sobota, 10. september 2011

A censored post

South Koreans are among those working the longest number of hours in industrialised countries, averaging 2,256 a year compared with 1,647 in the UK or 1,778 in the US, according to the Organisation for Economic Co-Operation and Development. But despite being extremely hardworking, their productivity measured among the lowest of the OECD's members. (OECD 2010 average annual hours)
To me it seems normal that it's so. You just can't be efficient and productive in a long working day. But that doesn't bother anyone here. Long working hours are the sign of your devotion to work and it absolutely doesn't matter if you're just wasting your time in the office. Two years ago I met a genetist from Switzerland and we had a conversation about Japan. I told him of my experiences on Tokunoshima, where we spent a lot of time just pretending to be busy. He couldn't believe it, in his eyes the Japanese are extremely hardworking and to make an example he told me about two Japanese scientist that worked for a year at the same institute in Geneva as him. He started talking how the two were always first at the institute and the last to leave and then he fell silent for a moment. And recalled that while the two were always there, he can't really remember to have seen them working a lot of times.
Another example of Confucian historical burden in Asia is the educational system. In Korea they spend insane ammount of time and money studying English. They have a set of exames to pass and when I saw some books I tought that I could hardly pass such an exam. Yet the results are very poor (but still a bit better than in Japan) and they have hard times to make a decent conversation. Of course nobody dares to point out that it's the fault of the system, how could you possibly have tought of that, no, it's the students that don't work hard enough so now they invented a way to solve this conversational deficit: they are adding to the already demanding exams an oral test. I'm almost positive that it's gonna be just a huge amount of text to memorize and repeat like a parrot in front of the commission.
Another sign of this very well organised disorganisation is present also in the slavery I do now. Near the house where we live there are some huge radish fields. Do you think that we do them? Don't be naive, it would be too simple. They drove teams here by bus to do the work. And few days later we went to work something like 150km away, just on the border with North Korea, near the DMZ. Just being near the DMZ was unpleasant enough, with guardposts every few hundred meters and all that barbwire. When I was shown a sign near the field I felt even more uncomfortable - we were working near a mine field. I was warned not to make stupid jokes like throwing radish on that side. And then came a moment when I became worried. Well, to tell the truth, I was scared. It was cloudy, but it wasn't thunder what I heard. I really don't understand how anybody can mistake artillery fire for thunder. And when it went on and the locals were still cool I understood it's just manouvres but the bad feeling remained. At least we had some great sightseeing on the way back, we passed near the Seorak mountains.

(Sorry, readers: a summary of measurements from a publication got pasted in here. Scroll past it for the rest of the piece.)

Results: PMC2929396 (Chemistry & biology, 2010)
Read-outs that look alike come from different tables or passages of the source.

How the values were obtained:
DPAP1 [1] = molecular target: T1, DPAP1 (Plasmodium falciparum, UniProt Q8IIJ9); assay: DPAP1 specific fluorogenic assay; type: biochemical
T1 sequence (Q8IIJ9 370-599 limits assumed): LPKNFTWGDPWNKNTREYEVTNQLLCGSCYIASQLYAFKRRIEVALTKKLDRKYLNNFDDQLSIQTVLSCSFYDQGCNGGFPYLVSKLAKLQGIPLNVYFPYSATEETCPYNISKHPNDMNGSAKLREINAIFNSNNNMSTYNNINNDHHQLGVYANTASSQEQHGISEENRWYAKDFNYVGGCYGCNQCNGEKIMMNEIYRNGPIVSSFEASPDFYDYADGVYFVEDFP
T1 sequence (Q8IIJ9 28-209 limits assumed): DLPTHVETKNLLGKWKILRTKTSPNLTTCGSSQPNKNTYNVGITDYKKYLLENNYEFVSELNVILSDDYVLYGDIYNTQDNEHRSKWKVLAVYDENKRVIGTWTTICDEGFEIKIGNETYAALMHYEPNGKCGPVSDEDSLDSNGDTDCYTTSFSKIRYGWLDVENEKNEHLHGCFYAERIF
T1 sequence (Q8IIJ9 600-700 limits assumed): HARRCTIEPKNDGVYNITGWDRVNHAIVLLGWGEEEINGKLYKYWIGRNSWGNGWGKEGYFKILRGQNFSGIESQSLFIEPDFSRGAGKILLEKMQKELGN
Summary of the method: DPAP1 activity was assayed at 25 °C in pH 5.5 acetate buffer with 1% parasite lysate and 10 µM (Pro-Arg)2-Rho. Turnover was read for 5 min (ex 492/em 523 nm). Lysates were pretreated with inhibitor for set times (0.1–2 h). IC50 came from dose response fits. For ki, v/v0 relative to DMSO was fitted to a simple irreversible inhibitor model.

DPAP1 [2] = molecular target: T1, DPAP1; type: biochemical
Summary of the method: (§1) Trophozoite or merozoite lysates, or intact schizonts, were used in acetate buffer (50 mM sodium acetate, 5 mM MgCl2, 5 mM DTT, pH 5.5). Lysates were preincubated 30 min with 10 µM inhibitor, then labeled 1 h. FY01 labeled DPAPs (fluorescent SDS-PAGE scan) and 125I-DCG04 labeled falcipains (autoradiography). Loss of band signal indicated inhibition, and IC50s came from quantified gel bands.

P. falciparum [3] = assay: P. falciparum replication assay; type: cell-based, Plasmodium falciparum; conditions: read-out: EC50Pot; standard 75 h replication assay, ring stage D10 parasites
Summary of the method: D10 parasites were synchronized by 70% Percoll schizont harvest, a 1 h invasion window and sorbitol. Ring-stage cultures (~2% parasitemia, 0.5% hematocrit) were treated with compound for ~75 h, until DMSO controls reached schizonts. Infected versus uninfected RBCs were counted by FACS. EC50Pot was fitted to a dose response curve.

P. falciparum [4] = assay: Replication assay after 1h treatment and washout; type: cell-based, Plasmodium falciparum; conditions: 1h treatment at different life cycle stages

The second part of tis entry was censored. By myself. It was long, raging and full of violence and hate speech. But now I'm all so soft and tender that I'm almost disgusting. It will be clear at the end. To make it short and simple, without rabid raving - someone stole my money. It was an insider job, some Chinese. Don't start shouting about my racism - there were only and only Chinese around me. I was almost done there, had enough money and then this blow. It left me speechless. I could only scream in frustration because there was 10 people in the house and I will never know who did this. So I prolonged my slavery till today, made my money again and for the last two weeks lived like a paranoid - sleeping with my wallet and passport. And today I packed and left - for Jinbu. With a big bag full of different Korean cakes - it's chuseok and my princes first bowed to me than jumped in my hug and kissed me. Home sweet home.

2 komentarja:

  1. Hey,don't take it that bad.After all,they only wanted to keep that Uzbek for a little while and they found the right way.Remember,one of them is still your friend ;-)

  2. Po eni strani čudno, da se ti je kradjevina zgodila šele zdaj, po toolikem času, kar morda kaže, da (tvoja) dobronamernost ni vedno dovolj za preseganje samoumevnosti "imeti" ...